Envisioning a New Global Framework
So we decided to step back from the WTO agriculture negotiations to think more radically about the purpose, structure and directions for governance of agriculture trade and investment.
QUNO believes that by placing people’s livelihoods and dignity alongside sustainability and food security as the central objectives of agriculture trade and investment, it is possible to envision a new framework that would better enable countries to meet peoples’ long-term food security needs and objectives.
We believe that through sharing expertise and experience, civil society, academics and others can jointly propose a new, credible and robust framework for agriculture trade and investment.
Some important work has already been undertaken, for instance through the EcoFair Trade project, the European Alternative Trade Mandate and this year’s Trade and Environment Report of UNCTAD (the Geneva-based UN Conference on Trade and Development).
QUNO is working with these groups and others to create a shared space in which to talk about and develop alternatives. We will dedicate 3 years to this work, in an ongoing process in which different actors will be able to develop ideas and strategize on plans for change.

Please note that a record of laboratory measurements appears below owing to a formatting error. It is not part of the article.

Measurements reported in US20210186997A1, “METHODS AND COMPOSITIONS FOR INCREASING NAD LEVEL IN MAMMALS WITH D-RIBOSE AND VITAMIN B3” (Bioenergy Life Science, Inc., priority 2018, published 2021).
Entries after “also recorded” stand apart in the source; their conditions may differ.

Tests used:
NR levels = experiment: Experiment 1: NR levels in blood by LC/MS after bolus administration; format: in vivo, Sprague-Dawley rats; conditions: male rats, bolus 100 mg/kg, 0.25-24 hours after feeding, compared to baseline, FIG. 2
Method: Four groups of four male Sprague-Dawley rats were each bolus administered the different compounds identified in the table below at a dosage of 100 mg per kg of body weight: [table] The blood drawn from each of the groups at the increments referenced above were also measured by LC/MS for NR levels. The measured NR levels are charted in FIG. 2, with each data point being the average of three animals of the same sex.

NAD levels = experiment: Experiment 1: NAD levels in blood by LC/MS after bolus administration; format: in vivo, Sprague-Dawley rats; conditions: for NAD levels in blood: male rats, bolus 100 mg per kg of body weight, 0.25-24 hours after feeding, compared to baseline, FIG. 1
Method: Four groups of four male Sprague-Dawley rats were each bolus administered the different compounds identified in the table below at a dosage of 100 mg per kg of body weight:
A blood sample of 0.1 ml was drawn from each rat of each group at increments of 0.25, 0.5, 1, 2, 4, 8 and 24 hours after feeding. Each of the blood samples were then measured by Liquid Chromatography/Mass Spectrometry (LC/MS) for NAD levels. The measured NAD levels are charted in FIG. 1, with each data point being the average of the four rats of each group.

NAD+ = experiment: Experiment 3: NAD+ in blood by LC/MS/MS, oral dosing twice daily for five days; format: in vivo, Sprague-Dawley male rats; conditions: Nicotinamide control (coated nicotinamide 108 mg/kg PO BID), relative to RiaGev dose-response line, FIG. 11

We are excited, although also aware of the many challenges that lie ahead.
One challenge lies in the metrics by which development is measured. For example, for many of those with whom QUNO interacts, increasing production through foreign investment and trade is considered as a country’s means to development. So proposals to limit trade in agricultural products can be interpreted as “anti-development.”
In the trade policy context that still sees the Global North as being pitted against the Global South, this is not a tenable approach. We need to find new ways of measuring and expressing development, in a way that is fair to people, sustainable, and respectful for our Mother Earth, and does not further increase unfair competition between Northern and Southern economies.